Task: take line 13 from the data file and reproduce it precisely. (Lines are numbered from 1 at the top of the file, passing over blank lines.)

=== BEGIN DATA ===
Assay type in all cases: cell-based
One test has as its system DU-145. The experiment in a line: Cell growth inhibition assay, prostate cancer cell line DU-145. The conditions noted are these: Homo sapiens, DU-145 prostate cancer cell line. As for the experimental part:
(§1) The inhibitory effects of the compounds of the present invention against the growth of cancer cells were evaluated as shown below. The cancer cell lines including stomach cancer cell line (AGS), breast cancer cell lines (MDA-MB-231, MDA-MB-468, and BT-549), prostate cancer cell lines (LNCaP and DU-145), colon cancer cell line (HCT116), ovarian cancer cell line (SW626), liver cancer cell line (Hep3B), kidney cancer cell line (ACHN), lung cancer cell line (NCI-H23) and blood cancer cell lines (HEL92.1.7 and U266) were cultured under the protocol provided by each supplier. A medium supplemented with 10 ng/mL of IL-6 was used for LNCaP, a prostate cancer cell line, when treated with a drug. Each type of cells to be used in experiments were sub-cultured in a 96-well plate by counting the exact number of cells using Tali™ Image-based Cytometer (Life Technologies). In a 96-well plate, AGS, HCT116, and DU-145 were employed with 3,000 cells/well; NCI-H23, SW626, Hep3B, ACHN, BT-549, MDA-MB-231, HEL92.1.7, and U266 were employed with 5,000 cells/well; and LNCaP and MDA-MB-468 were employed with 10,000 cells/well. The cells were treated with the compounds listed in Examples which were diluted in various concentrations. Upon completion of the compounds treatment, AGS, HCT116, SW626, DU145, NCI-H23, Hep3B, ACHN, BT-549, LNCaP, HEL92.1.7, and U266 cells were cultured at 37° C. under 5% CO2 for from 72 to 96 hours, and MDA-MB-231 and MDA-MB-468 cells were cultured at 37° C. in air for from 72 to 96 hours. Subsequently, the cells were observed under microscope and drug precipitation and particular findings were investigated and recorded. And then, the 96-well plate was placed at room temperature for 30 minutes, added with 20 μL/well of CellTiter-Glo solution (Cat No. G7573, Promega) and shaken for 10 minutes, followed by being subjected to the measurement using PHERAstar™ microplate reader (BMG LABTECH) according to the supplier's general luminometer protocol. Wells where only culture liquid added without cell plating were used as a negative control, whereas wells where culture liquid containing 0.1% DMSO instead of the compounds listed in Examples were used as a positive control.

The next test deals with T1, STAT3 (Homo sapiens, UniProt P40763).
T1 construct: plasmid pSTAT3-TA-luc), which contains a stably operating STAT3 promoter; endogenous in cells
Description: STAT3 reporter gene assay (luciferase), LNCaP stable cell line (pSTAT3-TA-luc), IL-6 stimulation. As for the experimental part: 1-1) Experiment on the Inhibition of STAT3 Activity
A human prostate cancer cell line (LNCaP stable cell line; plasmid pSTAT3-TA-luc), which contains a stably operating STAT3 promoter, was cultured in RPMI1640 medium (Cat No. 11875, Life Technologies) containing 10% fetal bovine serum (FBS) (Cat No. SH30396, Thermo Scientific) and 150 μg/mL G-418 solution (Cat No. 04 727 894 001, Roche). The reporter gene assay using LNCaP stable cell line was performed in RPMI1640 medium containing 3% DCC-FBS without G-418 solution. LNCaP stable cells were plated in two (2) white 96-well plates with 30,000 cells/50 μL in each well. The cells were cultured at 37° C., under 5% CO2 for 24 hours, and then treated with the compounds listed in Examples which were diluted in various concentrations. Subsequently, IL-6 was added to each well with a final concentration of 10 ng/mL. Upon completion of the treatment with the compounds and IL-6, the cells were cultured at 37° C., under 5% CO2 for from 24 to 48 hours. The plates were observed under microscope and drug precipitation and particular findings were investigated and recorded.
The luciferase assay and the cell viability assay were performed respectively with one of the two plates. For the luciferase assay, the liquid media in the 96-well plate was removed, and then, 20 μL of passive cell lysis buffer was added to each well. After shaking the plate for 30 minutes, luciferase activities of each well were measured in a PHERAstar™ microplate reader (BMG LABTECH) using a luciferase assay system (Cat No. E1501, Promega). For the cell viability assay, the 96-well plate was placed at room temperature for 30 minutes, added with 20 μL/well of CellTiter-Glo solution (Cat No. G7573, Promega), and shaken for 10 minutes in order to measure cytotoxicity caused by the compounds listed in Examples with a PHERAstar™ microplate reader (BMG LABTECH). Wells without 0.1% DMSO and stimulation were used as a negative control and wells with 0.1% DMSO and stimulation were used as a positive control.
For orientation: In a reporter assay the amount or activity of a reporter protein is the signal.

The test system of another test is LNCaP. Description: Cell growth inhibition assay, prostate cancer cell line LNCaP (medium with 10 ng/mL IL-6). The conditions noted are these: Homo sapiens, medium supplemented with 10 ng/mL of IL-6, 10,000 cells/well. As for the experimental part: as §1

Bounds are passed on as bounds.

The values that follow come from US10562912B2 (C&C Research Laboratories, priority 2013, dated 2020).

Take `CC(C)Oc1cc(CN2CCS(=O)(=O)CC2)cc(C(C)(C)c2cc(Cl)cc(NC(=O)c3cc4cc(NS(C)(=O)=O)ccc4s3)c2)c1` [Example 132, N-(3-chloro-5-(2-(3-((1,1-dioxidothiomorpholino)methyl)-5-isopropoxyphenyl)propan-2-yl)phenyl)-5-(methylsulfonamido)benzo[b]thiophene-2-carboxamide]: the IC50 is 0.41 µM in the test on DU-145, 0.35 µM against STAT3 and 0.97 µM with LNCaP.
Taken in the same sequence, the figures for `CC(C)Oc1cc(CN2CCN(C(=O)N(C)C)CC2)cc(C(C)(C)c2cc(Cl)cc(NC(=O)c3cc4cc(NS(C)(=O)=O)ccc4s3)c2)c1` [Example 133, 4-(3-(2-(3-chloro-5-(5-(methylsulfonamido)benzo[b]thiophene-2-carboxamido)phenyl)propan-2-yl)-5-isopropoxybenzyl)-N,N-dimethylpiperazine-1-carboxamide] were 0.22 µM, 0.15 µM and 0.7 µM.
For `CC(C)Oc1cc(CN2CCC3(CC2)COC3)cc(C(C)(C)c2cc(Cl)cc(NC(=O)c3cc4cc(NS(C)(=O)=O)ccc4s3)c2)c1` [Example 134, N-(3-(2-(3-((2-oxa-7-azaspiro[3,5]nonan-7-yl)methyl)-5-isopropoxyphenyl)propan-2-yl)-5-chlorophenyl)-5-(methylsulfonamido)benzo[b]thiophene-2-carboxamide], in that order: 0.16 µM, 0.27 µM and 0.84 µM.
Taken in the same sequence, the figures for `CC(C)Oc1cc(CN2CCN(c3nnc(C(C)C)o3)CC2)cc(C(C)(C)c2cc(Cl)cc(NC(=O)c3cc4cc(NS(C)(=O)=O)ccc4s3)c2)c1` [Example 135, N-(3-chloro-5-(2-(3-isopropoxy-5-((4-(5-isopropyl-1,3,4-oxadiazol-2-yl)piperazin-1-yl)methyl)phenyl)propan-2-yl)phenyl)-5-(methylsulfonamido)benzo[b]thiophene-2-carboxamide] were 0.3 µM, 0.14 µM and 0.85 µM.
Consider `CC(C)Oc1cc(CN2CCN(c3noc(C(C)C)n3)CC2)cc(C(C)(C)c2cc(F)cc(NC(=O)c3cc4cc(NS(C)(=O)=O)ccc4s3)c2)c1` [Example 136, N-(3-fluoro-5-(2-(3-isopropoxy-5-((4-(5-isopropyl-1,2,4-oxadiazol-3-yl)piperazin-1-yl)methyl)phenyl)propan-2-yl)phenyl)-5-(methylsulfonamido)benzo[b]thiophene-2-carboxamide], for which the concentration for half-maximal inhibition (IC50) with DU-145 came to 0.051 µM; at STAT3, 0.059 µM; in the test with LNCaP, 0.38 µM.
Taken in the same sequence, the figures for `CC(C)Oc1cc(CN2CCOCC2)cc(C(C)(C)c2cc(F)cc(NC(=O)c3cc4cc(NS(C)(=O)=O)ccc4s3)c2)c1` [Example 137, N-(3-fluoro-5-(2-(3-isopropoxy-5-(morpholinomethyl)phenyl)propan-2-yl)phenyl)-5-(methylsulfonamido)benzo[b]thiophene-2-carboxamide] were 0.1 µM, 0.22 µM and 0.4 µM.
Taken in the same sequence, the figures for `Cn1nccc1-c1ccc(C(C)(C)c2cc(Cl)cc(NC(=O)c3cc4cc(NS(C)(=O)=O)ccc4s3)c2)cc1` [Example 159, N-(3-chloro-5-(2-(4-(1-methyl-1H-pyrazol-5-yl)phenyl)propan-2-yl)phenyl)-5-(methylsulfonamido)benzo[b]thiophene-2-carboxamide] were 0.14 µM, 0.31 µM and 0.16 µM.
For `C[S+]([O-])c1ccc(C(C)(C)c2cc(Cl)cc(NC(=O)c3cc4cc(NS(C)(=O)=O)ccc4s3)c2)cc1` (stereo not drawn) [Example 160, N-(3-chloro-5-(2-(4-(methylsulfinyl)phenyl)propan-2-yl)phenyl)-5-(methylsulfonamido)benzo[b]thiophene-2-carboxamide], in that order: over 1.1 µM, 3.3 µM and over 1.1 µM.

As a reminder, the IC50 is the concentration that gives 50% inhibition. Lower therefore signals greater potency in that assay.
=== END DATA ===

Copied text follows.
Take `CC(C)Oc1cc(CN2CCS(=O)(=O)CC2)cc(C(C)(C)c2cc(Cl)cc(NC(=O)c3cc4cc(NS(C)(=O)=O)ccc4s3)c2)c1` [Example 132, N-(3-chloro-5-(2-(3-((1,1-dioxidothiomorpholino)methyl)-5-isopropoxyphenyl)propan-2-yl)phenyl)-5-(methylsulfonamido)benzo[b]thiophene-2-carboxamide]: the IC50 is 0.41 µM in the test on DU-145, 0.35 µM against STAT3 and 0.97 µM with LNCaP.